A fourth of the property market is cash-based and this has affected home sales after high value notes were scrapped, reports Raghavendra Kamath/Business Standard.
Demonetisation and the Real Estate (Regulation and Development) Act, 2016, kicking in after two quarters could lead to defaults and exert serious pressure on refinancing upcoming debt payments of real estate companies.
Property developers, battling a prolonged slowdown, are caught between demonetisation and implementation of the RERA, under which states should set up regulatory authorities by May.
"The RERA is not everybody's ballgame. Sales will be down, presales will stop and developers need to put money in escrow accounts. The next four quarters will be very tough for developers," said the managing director of a US-based private equity fund.
A fourth of the property market is cash-based and this has affected home sales after high value notes were scrapped earlier this month.
The resale market has come to a standstill and the primary market is moving at a snail's pace because of the liquidity squeeze.
"Demonetisation and the RERA will lead to defaults by even reputed developers. Non-performing assets of banks and non-banking finance companies will rise," said Ajay Jain, executive director, Centrum Investment Banking.
Rajeev Talwar, chief executive officer, DLF, said larger real estate companies would tide over this disruption in sales and liquidity, but smaller companies from the unorganised sector would be effected in the medium term.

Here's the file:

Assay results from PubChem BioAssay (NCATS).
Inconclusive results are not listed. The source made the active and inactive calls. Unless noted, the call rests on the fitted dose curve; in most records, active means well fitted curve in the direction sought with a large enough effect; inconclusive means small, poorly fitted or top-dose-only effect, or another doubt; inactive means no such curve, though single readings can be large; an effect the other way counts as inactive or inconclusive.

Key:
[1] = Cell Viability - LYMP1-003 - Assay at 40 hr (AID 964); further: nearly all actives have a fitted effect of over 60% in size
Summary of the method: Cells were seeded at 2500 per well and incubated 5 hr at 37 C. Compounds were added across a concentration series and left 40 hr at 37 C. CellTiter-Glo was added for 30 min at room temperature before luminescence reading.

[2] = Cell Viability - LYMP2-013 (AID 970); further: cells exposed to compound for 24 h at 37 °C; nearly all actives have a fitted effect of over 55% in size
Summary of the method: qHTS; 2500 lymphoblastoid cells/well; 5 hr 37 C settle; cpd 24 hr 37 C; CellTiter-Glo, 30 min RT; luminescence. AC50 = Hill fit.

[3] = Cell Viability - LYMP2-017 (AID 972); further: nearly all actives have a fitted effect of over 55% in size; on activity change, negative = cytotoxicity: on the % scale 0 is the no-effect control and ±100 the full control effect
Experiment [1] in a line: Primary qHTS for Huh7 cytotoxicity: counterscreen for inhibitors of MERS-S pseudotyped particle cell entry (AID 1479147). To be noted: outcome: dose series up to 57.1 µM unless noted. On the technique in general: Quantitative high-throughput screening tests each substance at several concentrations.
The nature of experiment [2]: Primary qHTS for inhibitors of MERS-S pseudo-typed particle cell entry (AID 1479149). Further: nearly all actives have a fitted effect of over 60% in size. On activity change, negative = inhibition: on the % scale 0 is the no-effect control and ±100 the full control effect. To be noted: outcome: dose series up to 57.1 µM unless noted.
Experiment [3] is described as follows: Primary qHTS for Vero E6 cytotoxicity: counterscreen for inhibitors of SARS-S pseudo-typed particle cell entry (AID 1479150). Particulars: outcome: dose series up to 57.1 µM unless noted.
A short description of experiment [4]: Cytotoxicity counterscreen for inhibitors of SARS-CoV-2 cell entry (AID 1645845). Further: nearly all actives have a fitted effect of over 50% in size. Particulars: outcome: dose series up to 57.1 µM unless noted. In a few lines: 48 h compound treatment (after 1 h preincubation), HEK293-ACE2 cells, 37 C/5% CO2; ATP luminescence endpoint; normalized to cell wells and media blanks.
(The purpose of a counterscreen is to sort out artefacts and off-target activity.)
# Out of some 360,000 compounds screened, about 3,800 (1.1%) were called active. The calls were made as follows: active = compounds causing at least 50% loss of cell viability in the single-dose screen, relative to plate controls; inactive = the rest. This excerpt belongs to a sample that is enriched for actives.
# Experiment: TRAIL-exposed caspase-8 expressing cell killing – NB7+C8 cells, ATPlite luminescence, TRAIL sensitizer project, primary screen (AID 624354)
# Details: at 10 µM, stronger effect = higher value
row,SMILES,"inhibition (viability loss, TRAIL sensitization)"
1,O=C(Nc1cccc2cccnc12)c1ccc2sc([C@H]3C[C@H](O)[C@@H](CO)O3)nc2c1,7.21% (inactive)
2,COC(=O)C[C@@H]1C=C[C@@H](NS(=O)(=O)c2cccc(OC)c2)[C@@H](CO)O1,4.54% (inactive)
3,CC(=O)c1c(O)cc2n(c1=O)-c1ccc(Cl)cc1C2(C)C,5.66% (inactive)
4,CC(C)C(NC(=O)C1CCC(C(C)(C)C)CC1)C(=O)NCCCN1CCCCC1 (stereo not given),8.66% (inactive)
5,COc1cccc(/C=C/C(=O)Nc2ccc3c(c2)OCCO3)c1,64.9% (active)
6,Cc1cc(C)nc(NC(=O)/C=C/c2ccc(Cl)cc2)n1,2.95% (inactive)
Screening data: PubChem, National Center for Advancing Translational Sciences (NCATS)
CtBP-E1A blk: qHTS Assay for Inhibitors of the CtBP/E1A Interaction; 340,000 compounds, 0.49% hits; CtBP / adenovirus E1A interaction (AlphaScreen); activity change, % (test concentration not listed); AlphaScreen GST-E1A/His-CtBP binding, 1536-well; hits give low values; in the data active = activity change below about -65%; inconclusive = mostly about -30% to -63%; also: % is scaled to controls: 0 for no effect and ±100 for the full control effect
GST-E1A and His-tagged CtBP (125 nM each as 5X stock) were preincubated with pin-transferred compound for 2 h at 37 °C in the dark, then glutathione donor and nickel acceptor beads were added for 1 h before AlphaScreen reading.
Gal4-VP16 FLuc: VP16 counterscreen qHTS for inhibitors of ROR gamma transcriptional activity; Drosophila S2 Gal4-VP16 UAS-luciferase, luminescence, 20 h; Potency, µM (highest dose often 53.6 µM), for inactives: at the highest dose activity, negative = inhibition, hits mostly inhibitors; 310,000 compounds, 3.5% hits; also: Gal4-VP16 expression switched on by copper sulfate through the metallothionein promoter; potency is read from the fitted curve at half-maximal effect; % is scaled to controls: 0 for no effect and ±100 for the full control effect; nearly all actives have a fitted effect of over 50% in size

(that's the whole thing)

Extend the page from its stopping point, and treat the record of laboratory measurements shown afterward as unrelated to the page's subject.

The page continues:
Mid-sized and small developers would face a significant refinancing pressure for debt repayments over the next four quarters and would continue to be dependent on expensive funds from private equity investors, said Sushmita Majumdar, director, CRISIL Ratings.
There was a three-fold rise in non-convertible debenture issues at Rs 25,000 crore (Rs 250 billion) in 2015-2016 with the internal rate of return in the range of 15% to 20%, she said.
"Any slowdown in availability of these alternative sources of funding will impact developers," she added.
Home sales fell 22% in eight major cities to 33,304 during the September quarter because of muted demand, according to a report by PropEquity Research.
Launches also fell by 22% to 22,745 from the previous quarter while unsold stocks declined by 3%.
Abhishek Lodha, managing director of the Lodha group, feels liquidity will depend on sales and the progress of construction.
"If a company executes well on these two fronts," he says, "it will not face a liquidity issue."
"With the lowering of interest rates and funds available with banks as well as other institutional investors, there will not be a shortage of money for credible developers. However, unorganised players will face challenges," he pointed out.
Shashwat Belapurkar, chief executive officer, wholesale lending, JM Financial, said demonetisation would affect short-term liquidity because most buyers would postpone purchase decisions.
But if home loans became cheaper the market would see genuine demand returning, he added.
"In the next three months lenders will have funds that are 1 to 2 percentage points cheaper. Until March we expect lenders will be very selective in lending to developers and may not pass on the benefit of cheaper funds," said Centrum's Jain.
Added JM Financial's Belapurkar, "They will be happy to fund the more credible names in the industry."
The BSE Realty Index has lost 14% since November 8 when demonetisation was announced and stocks of big developers such as DLF and HDIL have declined 20%.
"We foresee a major correction in the capital market in next three months. All real estate stocks will hit all-time lows in the next couple of months," Jain said.
Photograph: Reuters. Image published only for representational purposes.